Audi CEO Rupert Stadler Arrested Over Diesel Emissions Scandal

Audi CEO Rupert Stadler Arrested Over Diesel Emissions Scandal

Volkswagen's (VOWG_p.DE) supervisory board has nominated Bram Schot as interim chief executive at its luxury brand Audi following the arrest of Rupert Stadler, Germany's Sueddeutsche Zeitung said on Monday, without citing sources. In spite of continuous denials and public backing from the Volkswagen Group, Stadler has seemed like a man waving a crude torch in the dark, trying to fend off the hunters.

The 55-year-old German is being held due to the risk that he could prevent evidence from being found, the prosecutor's office has said.

Stadler has been under fire since Audi admitted in November 2015 - two months after parent VW - that it also installed illegal "defeat device" software to cheat US emissions tests. The drastic step was reportedly taken because prosecutors feared Stadler might suppress evidence in the investigation, Reuters reports.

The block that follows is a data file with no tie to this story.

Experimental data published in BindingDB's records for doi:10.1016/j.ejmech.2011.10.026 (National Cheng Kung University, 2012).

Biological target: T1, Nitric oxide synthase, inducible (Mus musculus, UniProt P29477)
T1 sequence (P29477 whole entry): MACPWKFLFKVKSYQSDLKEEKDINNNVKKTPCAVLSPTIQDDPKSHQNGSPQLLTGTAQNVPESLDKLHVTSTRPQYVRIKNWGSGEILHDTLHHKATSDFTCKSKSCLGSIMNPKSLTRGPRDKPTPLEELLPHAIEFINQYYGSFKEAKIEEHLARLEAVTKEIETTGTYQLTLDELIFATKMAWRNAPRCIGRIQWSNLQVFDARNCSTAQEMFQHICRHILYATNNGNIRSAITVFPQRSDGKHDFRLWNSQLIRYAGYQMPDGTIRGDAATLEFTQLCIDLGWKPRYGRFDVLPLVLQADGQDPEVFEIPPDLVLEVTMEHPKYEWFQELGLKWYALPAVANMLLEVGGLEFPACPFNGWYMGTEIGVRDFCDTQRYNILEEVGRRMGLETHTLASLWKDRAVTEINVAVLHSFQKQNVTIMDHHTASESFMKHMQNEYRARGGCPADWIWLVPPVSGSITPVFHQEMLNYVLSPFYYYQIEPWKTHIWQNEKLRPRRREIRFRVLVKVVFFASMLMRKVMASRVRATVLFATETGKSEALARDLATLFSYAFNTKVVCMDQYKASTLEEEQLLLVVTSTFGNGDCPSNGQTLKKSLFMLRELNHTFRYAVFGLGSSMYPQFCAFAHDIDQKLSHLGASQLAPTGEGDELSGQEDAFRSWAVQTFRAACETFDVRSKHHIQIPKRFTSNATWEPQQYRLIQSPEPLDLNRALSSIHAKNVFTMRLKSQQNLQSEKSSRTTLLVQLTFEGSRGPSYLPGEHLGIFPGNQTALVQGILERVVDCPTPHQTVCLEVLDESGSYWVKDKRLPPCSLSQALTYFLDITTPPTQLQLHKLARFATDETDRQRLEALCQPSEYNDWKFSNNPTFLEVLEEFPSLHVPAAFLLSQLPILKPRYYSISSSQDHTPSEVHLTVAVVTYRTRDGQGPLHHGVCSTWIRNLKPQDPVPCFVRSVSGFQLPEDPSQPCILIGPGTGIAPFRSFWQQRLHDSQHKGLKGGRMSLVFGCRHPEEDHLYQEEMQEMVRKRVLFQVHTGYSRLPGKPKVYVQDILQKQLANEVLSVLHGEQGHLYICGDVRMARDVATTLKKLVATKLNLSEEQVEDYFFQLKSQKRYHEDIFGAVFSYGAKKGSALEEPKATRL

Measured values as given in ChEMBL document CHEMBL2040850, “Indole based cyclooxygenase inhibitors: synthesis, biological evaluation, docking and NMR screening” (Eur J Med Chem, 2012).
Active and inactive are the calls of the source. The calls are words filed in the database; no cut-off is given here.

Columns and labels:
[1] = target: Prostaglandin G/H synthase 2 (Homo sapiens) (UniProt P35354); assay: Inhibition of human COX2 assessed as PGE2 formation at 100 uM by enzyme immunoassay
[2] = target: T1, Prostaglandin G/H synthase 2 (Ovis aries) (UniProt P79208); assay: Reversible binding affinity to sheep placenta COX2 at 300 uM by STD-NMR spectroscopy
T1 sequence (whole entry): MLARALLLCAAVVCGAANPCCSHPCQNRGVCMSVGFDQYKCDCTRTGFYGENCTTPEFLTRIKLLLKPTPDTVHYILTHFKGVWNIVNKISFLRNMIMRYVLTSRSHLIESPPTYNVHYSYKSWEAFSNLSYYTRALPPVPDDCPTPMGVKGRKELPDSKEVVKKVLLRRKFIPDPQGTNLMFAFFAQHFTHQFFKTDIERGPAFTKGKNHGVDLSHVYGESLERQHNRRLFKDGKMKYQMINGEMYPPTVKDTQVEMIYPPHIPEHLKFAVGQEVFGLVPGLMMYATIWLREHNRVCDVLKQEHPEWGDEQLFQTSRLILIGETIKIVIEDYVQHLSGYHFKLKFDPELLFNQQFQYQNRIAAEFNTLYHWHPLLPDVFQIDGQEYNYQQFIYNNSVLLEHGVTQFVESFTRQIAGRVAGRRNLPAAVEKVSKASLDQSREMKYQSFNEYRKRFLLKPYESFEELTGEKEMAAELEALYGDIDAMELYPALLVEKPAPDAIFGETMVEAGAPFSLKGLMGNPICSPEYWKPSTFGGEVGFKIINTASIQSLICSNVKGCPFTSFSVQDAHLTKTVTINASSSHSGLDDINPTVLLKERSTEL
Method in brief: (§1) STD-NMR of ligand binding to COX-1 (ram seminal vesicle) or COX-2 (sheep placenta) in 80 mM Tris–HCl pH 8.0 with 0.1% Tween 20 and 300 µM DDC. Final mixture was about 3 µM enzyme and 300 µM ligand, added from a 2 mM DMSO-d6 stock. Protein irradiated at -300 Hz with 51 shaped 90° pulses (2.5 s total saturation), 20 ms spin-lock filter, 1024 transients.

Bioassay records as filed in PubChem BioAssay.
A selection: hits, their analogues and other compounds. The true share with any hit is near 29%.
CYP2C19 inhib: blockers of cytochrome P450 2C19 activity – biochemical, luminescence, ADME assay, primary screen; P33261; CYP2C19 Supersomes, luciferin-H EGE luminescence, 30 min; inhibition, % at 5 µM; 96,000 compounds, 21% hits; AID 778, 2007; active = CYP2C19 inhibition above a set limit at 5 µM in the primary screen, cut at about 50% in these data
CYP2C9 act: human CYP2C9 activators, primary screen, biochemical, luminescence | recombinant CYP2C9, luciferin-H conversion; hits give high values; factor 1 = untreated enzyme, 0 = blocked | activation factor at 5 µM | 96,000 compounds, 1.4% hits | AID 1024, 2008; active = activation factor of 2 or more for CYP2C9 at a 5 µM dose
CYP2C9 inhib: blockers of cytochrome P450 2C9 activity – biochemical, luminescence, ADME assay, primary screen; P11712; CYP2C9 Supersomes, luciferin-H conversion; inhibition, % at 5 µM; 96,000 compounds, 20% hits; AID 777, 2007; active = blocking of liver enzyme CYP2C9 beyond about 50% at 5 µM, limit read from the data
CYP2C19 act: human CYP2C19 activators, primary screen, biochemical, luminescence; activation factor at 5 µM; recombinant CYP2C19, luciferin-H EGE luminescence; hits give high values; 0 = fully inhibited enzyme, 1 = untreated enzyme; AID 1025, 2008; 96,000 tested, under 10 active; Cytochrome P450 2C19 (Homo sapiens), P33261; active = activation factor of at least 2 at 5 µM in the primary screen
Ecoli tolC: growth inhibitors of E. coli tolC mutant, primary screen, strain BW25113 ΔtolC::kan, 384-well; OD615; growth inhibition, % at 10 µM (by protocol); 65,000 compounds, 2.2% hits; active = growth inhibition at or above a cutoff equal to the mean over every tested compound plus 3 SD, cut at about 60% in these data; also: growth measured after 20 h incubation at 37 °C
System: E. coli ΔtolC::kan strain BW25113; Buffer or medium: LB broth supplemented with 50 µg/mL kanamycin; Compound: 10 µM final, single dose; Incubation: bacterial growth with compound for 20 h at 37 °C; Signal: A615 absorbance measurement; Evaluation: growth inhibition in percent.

Munich prosecutors, who have been investigating Audi's role in the 2015 scandal, confirmed they arrested Rupert Stadler in the Bavarian capital.

"We confirm that Mr. Stadler was arrested this morning".

Martin Winterkorn, the former chief executive officer of Volkswagen, was indicted in May by United States prosecutors.

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It remains to be seen how long Stadler remains in police custody and whether he's able to remain in his post during his detention.

The prosecutors' office recently widened its emissions cheating probe to include Stadler among the suspects accused of fraud and false advertising.

Just last week, VW agreed to pay a €1bn fine imposed by German prosecutors for cheating to get around diesel-emissions regulations.

Most of VW's emissions problems have been in the United States, where a total of nine people have been charged and two former VW executives have pleaded guilty and been sentenced to prison terms.

It later admitted so-called defeat devices were fitted to more than 11 million cars worldwide, including 1.2 million in the UK.

The scandal has so far cost the VW group more than 25 billion euros ($29 billion) in buybacks, fines and compensation, and the company remains mired in legal woes at home and overseas.

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